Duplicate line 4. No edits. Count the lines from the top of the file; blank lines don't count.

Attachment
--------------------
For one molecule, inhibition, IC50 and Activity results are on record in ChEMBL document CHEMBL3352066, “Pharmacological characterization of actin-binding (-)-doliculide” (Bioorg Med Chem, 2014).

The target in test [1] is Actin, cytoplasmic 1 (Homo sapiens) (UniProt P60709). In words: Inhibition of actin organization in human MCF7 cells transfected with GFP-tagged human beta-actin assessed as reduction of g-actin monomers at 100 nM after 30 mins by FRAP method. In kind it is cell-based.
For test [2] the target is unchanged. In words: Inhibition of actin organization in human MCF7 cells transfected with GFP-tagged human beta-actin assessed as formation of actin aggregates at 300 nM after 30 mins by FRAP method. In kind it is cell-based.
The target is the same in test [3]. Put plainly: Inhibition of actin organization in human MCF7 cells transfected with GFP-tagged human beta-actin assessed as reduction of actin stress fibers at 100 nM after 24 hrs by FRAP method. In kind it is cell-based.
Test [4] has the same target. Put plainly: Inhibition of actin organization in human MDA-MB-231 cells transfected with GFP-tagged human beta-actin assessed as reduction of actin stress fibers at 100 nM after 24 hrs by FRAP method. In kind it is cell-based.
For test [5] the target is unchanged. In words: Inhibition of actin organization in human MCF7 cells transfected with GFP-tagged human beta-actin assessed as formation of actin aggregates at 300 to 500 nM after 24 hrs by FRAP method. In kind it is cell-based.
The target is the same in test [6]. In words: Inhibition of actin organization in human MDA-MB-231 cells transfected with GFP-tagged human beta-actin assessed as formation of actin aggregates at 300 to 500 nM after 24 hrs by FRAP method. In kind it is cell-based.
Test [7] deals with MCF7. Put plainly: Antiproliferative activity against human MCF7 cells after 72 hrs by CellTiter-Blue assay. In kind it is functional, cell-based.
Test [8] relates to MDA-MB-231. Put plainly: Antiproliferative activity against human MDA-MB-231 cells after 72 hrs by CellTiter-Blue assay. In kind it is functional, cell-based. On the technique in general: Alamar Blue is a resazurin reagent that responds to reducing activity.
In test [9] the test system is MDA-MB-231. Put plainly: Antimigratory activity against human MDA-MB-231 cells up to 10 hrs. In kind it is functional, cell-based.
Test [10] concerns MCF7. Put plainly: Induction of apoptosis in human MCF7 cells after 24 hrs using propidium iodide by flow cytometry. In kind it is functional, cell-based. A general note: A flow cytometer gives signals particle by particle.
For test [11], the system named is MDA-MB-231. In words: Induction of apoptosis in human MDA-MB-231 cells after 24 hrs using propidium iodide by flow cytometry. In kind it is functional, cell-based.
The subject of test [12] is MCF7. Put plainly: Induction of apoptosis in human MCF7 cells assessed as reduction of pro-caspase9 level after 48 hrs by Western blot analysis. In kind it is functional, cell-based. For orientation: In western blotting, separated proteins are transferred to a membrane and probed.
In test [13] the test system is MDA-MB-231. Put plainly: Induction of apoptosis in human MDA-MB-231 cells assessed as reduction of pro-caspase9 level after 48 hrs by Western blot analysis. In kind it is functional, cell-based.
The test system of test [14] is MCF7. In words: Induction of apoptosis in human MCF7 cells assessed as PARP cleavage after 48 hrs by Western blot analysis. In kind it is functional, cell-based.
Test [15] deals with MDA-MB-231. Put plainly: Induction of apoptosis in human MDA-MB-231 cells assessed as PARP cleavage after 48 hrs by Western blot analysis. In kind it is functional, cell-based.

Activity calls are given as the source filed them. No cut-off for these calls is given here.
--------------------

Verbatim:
The target is the same in test [3]. Put plainly: Inhibition of actin organization in human MCF7 cells transfected with GFP-tagged human beta-actin assessed as reduction of actin stress fibers at 100 nM after 24 hrs by FRAP method. In kind it is cell-based.